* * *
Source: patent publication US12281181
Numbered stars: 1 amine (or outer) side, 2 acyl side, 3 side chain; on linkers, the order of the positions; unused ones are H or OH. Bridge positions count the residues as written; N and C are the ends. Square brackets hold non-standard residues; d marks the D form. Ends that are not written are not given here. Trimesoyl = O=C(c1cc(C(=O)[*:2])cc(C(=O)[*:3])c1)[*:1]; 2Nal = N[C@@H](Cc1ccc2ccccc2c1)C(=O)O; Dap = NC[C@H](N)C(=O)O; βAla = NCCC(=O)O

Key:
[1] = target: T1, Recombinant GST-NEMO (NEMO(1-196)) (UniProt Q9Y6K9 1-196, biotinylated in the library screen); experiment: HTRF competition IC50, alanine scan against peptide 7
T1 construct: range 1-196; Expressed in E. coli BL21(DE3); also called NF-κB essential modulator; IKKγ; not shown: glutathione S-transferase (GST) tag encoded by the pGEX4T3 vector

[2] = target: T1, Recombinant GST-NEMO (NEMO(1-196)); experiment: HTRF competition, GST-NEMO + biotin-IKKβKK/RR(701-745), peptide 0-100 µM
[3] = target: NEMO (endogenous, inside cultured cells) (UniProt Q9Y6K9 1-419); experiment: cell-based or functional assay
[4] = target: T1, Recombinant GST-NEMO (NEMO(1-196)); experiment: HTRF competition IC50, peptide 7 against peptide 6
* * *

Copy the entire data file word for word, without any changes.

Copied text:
Source: patent publication US12281181
Numbered stars: 1 amine (or outer) side, 2 acyl side, 3 side chain; on linkers, the order of the positions; unused ones are H or OH. Bridge positions count the residues as written; N and C are the ends. Square brackets hold non-standard residues; d marks the D form. Ends that are not written are not given here. Trimesoyl = O=C(c1cc(C(=O)[*:2])cc(C(=O)[*:3])c1)[*:1]; 2Nal = N[C@@H](Cc1ccc2ccccc2c1)C(=O)O; Dap = NC[C@H](N)C(=O)O; βAla = NCCC(=O)O

Key:
[1] = target: T1, Recombinant GST-NEMO (NEMO(1-196)) (UniProt Q9Y6K9 1-196, biotinylated in the library screen); experiment: HTRF competition IC50, alanine scan against peptide 7
T1 construct: range 1-196; Expressed in E. coli BL21(DE3); also called NF-κB essential modulator; IKKγ; not shown: glutathione S-transferase (GST) tag encoded by the pGEX4T3 vector

[2] = target: T1, Recombinant GST-NEMO (NEMO(1-196)); experiment: HTRF competition, GST-NEMO + biotin-IKKβKK/RR(701-745), peptide 0-100 µM
[3] = target: NEMO (endogenous, inside cultured cells) (UniProt Q9Y6K9 1-419); experiment: cell-based or functional assay
[4] = target: T1, Recombinant GST-NEMO (NEMO(1-196)); experiment: HTRF competition IC50, peptide 7 against peptide 6